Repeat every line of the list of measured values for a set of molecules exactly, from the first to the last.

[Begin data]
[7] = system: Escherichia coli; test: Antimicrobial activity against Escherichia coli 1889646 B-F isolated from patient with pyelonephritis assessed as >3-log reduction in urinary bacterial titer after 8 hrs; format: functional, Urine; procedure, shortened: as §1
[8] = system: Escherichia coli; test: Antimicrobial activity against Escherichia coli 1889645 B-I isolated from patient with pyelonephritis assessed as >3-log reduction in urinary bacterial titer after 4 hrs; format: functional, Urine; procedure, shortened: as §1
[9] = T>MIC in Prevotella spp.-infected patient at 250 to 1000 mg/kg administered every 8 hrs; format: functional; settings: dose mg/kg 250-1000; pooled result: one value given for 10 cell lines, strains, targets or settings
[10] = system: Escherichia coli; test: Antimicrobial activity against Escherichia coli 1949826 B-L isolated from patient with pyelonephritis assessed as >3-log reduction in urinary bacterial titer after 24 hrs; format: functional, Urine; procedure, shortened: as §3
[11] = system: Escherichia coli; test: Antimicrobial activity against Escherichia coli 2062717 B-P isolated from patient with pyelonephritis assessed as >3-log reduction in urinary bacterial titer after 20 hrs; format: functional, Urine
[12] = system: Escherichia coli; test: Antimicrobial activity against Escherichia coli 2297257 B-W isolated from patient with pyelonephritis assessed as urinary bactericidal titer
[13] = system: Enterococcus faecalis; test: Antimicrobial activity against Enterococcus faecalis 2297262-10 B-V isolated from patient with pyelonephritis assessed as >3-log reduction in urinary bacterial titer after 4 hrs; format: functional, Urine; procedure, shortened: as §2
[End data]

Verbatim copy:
[7] = system: Escherichia coli; test: Antimicrobial activity against Escherichia coli 1889646 B-F isolated from patient with pyelonephritis assessed as >3-log reduction in urinary bacterial titer after 8 hrs; format: functional, Urine; procedure, shortened: as §1
[8] = system: Escherichia coli; test: Antimicrobial activity against Escherichia coli 1889645 B-I isolated from patient with pyelonephritis assessed as >3-log reduction in urinary bacterial titer after 4 hrs; format: functional, Urine; procedure, shortened: as §1
[9] = T>MIC in Prevotella spp.-infected patient at 250 to 1000 mg/kg administered every 8 hrs; format: functional; settings: dose mg/kg 250-1000; pooled result: one value given for 10 cell lines, strains, targets or settings
[10] = system: Escherichia coli; test: Antimicrobial activity against Escherichia coli 1949826 B-L isolated from patient with pyelonephritis assessed as >3-log reduction in urinary bacterial titer after 24 hrs; format: functional, Urine; procedure, shortened: as §3
[11] = system: Escherichia coli; test: Antimicrobial activity against Escherichia coli 2062717 B-P isolated from patient with pyelonephritis assessed as >3-log reduction in urinary bacterial titer after 20 hrs; format: functional, Urine
[12] = system: Escherichia coli; test: Antimicrobial activity against Escherichia coli 2297257 B-W isolated from patient with pyelonephritis assessed as urinary bactericidal titer
[13] = system: Enterococcus faecalis; test: Antimicrobial activity against Enterococcus faecalis 2297262-10 B-V isolated from patient with pyelonephritis assessed as >3-log reduction in urinary bacterial titer after 4 hrs; format: functional, Urine; procedure, shortened: as §2